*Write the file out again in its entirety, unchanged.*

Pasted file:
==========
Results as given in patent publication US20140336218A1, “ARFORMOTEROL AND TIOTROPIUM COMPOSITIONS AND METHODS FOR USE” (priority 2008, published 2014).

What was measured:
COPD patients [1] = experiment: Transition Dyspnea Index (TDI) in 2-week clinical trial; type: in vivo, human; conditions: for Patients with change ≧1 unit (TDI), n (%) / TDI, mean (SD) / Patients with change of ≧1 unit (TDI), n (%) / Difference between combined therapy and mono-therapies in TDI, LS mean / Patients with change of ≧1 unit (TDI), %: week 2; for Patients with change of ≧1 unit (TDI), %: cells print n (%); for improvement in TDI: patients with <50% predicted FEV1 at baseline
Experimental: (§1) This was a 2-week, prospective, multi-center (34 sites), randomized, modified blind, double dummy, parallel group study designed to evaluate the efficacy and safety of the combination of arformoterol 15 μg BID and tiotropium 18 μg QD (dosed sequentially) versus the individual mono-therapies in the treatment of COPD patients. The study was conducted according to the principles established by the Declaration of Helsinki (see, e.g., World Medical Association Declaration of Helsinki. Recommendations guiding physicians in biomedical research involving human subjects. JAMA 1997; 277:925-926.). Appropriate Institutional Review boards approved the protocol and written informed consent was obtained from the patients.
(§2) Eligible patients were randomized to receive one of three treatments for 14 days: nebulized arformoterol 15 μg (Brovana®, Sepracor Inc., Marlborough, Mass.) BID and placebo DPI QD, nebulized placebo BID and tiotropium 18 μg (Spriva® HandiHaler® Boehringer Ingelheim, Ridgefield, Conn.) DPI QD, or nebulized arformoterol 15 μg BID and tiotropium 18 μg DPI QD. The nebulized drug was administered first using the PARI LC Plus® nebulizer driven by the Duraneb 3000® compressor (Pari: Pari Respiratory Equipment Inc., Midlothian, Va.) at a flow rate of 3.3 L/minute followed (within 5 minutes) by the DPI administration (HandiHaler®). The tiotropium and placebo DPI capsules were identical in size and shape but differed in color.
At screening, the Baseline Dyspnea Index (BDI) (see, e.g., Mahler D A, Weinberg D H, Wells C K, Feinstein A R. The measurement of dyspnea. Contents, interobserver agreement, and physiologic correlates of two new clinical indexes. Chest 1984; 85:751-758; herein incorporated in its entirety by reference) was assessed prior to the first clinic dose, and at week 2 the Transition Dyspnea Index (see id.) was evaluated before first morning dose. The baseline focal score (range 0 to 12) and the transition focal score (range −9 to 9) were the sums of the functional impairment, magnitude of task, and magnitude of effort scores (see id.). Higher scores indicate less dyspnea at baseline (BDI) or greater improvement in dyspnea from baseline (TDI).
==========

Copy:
Results as given in patent publication US20140336218A1, “ARFORMOTEROL AND TIOTROPIUM COMPOSITIONS AND METHODS FOR USE” (priority 2008, published 2014).

What was measured:
COPD patients [1] = experiment: Transition Dyspnea Index (TDI) in 2-week clinical trial; type: in vivo, human; conditions: for Patients with change ≧1 unit (TDI), n (%) / TDI, mean (SD) / Patients with change of ≧1 unit (TDI), n (%) / Difference between combined therapy and mono-therapies in TDI, LS mean / Patients with change of ≧1 unit (TDI), %: week 2; for Patients with change of ≧1 unit (TDI), %: cells print n (%); for improvement in TDI: patients with <50% predicted FEV1 at baseline
Experimental: (§1) This was a 2-week, prospective, multi-center (34 sites), randomized, modified blind, double dummy, parallel group study designed to evaluate the efficacy and safety of the combination of arformoterol 15 μg BID and tiotropium 18 μg QD (dosed sequentially) versus the individual mono-therapies in the treatment of COPD patients. The study was conducted according to the principles established by the Declaration of Helsinki (see, e.g., World Medical Association Declaration of Helsinki. Recommendations guiding physicians in biomedical research involving human subjects. JAMA 1997; 277:925-926.). Appropriate Institutional Review boards approved the protocol and written informed consent was obtained from the patients.
(§2) Eligible patients were randomized to receive one of three treatments for 14 days: nebulized arformoterol 15 μg (Brovana®, Sepracor Inc., Marlborough, Mass.) BID and placebo DPI QD, nebulized placebo BID and tiotropium 18 μg (Spriva® HandiHaler® Boehringer Ingelheim, Ridgefield, Conn.) DPI QD, or nebulized arformoterol 15 μg BID and tiotropium 18 μg DPI QD. The nebulized drug was administered first using the PARI LC Plus® nebulizer driven by the Duraneb 3000® compressor (Pari: Pari Respiratory Equipment Inc., Midlothian, Va.) at a flow rate of 3.3 L/minute followed (within 5 minutes) by the DPI administration (HandiHaler®). The tiotropium and placebo DPI capsules were identical in size and shape but differed in color.
At screening, the Baseline Dyspnea Index (BDI) (see, e.g., Mahler D A, Weinberg D H, Wells C K, Feinstein A R. The measurement of dyspnea. Contents, interobserver agreement, and physiologic correlates of two new clinical indexes. Chest 1984; 85:751-758; herein incorporated in its entirety by reference) was assessed prior to the first clinic dose, and at week 2 the Transition Dyspnea Index (see id.) was evaluated before first morning dose. The baseline focal score (range 0 to 12) and the transition focal score (range −9 to 9) were the sums of the functional impairment, magnitude of task, and magnitude of effort scores (see id.). Higher scores indicate less dyspnea at baseline (BDI) or greater improvement in dyspnea from baseline (TDI).